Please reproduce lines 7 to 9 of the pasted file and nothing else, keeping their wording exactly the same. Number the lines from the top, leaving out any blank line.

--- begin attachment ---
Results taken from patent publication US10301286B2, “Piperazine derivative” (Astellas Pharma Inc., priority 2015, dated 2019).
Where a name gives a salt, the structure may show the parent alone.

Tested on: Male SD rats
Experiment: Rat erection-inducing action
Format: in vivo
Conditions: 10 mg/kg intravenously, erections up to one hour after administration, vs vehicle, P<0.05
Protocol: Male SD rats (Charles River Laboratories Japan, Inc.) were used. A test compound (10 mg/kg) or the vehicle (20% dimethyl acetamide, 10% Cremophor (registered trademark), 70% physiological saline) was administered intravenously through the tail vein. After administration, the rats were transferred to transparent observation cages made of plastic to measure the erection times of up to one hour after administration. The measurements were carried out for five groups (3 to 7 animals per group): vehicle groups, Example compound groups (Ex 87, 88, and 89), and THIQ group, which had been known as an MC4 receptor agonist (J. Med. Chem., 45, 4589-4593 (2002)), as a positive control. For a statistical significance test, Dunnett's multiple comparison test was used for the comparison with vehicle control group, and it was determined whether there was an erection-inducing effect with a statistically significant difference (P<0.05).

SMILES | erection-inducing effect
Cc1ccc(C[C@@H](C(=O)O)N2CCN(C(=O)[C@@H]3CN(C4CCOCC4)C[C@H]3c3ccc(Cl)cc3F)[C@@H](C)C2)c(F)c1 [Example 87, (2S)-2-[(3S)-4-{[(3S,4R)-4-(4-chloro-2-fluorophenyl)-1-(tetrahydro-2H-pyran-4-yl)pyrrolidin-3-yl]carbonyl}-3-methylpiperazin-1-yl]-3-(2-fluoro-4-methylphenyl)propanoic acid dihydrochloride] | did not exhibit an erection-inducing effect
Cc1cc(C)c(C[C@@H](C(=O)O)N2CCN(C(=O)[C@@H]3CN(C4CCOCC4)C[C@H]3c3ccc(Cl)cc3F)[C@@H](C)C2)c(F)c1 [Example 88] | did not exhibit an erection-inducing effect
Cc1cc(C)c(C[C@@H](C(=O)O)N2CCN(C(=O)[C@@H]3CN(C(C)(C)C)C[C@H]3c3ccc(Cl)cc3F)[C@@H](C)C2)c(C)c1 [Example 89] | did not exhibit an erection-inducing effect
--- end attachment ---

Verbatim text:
Protocol: Male SD rats (Charles River Laboratories Japan, Inc.) were used. A test compound (10 mg/kg) or the vehicle (20% dimethyl acetamide, 10% Cremophor (registered trademark), 70% physiological saline) was administered intravenously through the tail vein. After administration, the rats were transferred to transparent observation cages made of plastic to measure the erection times of up to one hour after administration. The measurements were carried out for five groups (3 to 7 animals per group): vehicle groups, Example compound groups (Ex 87, 88, and 89), and THIQ group, which had been known as an MC4 receptor agonist (J. Med. Chem., 45, 4589-4593 (2002)), as a positive control. For a statistical significance test, Dunnett's multiple comparison test was used for the comparison with vehicle control group, and it was determined whether there was an erection-inducing effect with a statistically significant difference (P<0.05).

SMILES | erection-inducing effect
Cc1ccc(C[C@@H](C(=O)O)N2CCN(C(=O)[C@@H]3CN(C4CCOCC4)C[C@H]3c3ccc(Cl)cc3F)[C@@H](C)C2)c(F)c1 [Example 87, (2S)-2-[(3S)-4-{[(3S,4R)-4-(4-chloro-2-fluorophenyl)-1-(tetrahydro-2H-pyran-4-yl)pyrrolidin-3-yl]carbonyl}-3-methylpiperazin-1-yl]-3-(2-fluoro-4-methylphenyl)propanoic acid dihydrochloride] | did not exhibit an erection-inducing effect